My neighbor “Joe” is a friendly middle-age man who lives with his wife, daughter and mother-in-law in their rented half-house in Rochester’s South Wedge. Recently, he told me that works at Wal-Mart. He seemed happy to get a raise recently, up to $8 an hour (which comes to $16,640 a year). In the winter Joe used to put snow on his windshield to cover the overdue New York state vehicle-inspection sticker. He said he couldn’t afford to make the repairs to his 1991 Dodge Dynasty. While he is “getting by” with not fixing his car, I wondered how safe it is for him or for the rest of us.
I did not ask Joe if he has health insurance. The odds are that he does not have health insurance — 53 percent of the 1.2 million Wal-Mart associates do not have health insurance. If associates do have insurance, it doesn’t start until they’ve been employed by Wal-Mart for six months, and they have to pay the first $1,000 in medical bills each year before the coverage begins. If Joe can’t get his car fixed, he probably can’t afford to go to the doctor either.
Our Catholic social tradition talks about the dignity of labor and the rights and responsibilities of workers. I wonder how these rights are holding up in today’s economy.
“St. Thomas” school is building a new addition. The budget is tight so they take the low bid from a general contractor. The general contractor hires subcontractors to do the work. Some of these independent contractors do not play by the rules. They pay their workers “under the table,” which means they do not pay any taxes, Social Security or workers’ compensation. The independent workers may not receive any health benefits and may not have adequate training to do the job right or ensure their own safety on the job. Oftentimes, our church administrators are not aware of these illegal and irresponsible shenanigans. In the church and in society, we will have to find ways to ensure the contractors we hire and their subcontractors are socially responsible.
Our Catholic social tradition talks about the dignity of labor and the rights and responsibilities of workers. I wonder how these rights are holding up in today’s economy? These rights include the following:
* Does the institution provide a safe and healthful working environment?
* Do the lowest-paid workers receive wages sufficient to sustain themselves and their families?
* Is health-care insurance provided, or are wages sufficient for a worker to both sustain a family and purchase health-care insurance?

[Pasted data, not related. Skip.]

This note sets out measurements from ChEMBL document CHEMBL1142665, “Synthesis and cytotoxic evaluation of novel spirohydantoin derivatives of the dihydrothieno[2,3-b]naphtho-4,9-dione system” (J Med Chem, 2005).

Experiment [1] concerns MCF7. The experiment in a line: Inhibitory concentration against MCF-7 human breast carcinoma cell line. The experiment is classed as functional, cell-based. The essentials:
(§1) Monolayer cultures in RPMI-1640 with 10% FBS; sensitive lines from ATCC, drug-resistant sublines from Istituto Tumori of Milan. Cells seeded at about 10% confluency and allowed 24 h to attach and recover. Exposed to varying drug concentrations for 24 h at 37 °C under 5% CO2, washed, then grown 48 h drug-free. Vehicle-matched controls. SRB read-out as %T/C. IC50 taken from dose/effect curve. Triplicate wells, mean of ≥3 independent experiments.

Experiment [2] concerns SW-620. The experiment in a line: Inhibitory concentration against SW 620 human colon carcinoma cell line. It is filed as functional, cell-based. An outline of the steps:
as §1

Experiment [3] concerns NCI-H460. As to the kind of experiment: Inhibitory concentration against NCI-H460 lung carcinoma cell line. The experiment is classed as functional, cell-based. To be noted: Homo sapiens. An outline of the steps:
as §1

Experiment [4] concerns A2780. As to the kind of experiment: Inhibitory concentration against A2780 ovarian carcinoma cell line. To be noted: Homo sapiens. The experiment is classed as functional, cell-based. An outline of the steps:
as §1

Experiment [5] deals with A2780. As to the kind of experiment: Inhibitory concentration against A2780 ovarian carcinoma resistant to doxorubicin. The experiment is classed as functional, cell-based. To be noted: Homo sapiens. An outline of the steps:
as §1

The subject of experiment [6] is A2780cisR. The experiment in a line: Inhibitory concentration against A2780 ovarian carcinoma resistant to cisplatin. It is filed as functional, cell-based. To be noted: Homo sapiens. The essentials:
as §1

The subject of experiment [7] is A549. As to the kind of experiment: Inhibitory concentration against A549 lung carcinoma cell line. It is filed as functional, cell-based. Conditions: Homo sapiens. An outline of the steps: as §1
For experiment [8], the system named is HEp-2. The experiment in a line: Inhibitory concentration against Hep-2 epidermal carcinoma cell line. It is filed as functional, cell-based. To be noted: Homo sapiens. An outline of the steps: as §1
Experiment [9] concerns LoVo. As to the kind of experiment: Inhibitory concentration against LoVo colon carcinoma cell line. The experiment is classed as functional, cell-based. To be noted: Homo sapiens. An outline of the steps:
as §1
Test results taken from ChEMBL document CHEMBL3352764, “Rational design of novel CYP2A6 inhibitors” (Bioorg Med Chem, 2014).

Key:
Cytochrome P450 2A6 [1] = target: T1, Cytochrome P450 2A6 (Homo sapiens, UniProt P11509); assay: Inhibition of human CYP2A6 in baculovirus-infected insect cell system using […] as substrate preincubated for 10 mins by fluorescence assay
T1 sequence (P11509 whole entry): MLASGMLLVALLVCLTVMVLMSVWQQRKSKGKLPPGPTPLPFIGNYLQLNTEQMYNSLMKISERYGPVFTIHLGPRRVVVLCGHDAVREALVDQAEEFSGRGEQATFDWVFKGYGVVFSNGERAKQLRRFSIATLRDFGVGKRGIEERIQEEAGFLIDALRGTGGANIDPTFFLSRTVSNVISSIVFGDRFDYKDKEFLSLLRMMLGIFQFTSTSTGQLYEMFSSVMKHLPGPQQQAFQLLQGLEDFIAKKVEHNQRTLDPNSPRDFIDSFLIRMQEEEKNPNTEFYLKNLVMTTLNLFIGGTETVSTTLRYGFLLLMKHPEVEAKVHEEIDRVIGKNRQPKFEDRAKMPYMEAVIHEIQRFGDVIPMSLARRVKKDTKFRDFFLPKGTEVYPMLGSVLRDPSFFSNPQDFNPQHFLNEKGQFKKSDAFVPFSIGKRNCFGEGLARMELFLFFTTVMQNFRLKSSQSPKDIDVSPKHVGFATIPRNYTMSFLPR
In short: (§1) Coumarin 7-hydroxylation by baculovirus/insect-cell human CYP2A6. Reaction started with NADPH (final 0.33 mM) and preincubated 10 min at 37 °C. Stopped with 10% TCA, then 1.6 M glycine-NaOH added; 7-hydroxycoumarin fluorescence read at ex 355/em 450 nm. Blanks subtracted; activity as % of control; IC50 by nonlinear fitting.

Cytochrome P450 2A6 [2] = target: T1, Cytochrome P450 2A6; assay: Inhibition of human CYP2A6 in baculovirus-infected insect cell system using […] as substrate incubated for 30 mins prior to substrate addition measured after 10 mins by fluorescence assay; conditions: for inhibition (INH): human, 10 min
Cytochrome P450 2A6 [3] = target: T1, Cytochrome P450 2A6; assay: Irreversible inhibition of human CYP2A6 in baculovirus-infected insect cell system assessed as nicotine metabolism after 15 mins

* Are work hours flexible so as to permit adequate rest, leisure time, educational opportunities and quality family time?
* Are training and educational opportunities that will lead to advancement and promotions available to workers?
* What is the purpose of part-time or contract positions — to advance the institution and meet the needs of workers or to avoid paying benefits?
* Do workers have easy access to written procedures that explain how to resolve disputes with supervisors or file a grievance to protect their rights or the rights of others?
* Do workers have avenues for meaningful input into decisions affecting the workplace? (National Conference of Catholic Bishops, A Fair and Just Workplace: Principles and Practices for Catholic Health Care, 1999).
Pope John Paul II reminded us in his 1991 encyclical, Centesimus Annus, that only if the church does the works of justice internally will the call for justice in the world be authentic and credible (par. 57). The Catholic Church — in its parishes, schools, human-service agencies, nursing homes and hospitals — will have to strive to implement the principles suggested above. If we do not, we are hypocritical and not a sign of the Gospel to the rest of the world.
There are hopeful signs in our diocese that we are trying to address issues of worker justice. For instance, I believe that we are becoming more aware that farm workers in our state are entitled to the same rights as other workers, such as a day of rest, the right to collective bargaining and overtime pay. Eventually, the power of the people will convince Sen. Joseph Bruno to bring the Fair Labor Practices bill to the floor of the state Senate. The work of Rural and Migrant Ministry, the efforts of the Public Policy Committee of the Diocese of Rochester and the leadership of Bishop Matthew H. Clark can take some credit for this growing awareness.
I also see the labor-religion coalitions in Elmira, Ithaca and Rochester, as well as in 60 other cities around the country, as a hopeful sign. In these coalitions, men and women from diverse religious backgrounds and the labor community are addressing issues of economic justice and worker rights. These efforts need to be strengthened so that our Catholic social tradition remains a living tradition engaging the realities of worker rights and dignity in today’s evolving economy.
Mich is director of social policy and research for diocesan Catholic Charities and co-chair of the Rochester Labor-Religion Coalition.